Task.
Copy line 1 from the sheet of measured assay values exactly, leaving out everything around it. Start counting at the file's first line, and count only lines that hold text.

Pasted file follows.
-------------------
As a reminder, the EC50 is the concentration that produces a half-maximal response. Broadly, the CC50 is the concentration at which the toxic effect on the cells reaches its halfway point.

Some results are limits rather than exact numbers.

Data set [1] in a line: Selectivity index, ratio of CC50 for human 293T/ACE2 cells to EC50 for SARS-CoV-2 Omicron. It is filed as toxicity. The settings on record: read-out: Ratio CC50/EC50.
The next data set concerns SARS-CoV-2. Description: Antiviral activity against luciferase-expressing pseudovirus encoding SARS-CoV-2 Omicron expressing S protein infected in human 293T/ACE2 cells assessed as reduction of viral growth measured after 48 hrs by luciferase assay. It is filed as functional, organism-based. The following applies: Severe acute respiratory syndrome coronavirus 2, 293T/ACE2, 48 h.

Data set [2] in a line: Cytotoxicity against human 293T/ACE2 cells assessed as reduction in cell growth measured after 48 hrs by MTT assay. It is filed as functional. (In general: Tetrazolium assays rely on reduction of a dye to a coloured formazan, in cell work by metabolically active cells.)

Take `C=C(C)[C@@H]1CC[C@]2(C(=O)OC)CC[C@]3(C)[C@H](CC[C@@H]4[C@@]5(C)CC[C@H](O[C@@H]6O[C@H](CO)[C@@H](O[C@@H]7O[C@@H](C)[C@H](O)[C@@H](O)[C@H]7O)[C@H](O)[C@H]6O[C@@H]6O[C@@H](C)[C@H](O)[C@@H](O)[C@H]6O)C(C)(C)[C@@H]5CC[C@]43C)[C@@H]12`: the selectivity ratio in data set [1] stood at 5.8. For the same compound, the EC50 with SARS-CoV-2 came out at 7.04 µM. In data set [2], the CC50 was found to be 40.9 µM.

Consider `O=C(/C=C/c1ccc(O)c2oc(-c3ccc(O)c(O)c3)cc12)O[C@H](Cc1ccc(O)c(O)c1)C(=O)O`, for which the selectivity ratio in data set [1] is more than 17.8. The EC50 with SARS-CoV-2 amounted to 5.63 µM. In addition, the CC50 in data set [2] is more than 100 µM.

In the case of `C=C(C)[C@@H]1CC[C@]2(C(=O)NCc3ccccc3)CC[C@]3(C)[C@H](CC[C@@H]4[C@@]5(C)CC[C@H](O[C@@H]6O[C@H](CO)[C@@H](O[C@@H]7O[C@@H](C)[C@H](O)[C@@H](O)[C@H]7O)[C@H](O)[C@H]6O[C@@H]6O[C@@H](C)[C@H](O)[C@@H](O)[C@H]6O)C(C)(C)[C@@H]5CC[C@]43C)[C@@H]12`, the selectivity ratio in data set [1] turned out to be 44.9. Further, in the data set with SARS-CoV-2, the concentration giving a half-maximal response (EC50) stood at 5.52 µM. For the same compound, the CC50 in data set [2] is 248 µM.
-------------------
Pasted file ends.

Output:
As a reminder, the EC50 is the concentration that produces a half-maximal response. Broadly, the CC50 is the concentration at which the toxic effect on the cells reaches its halfway point.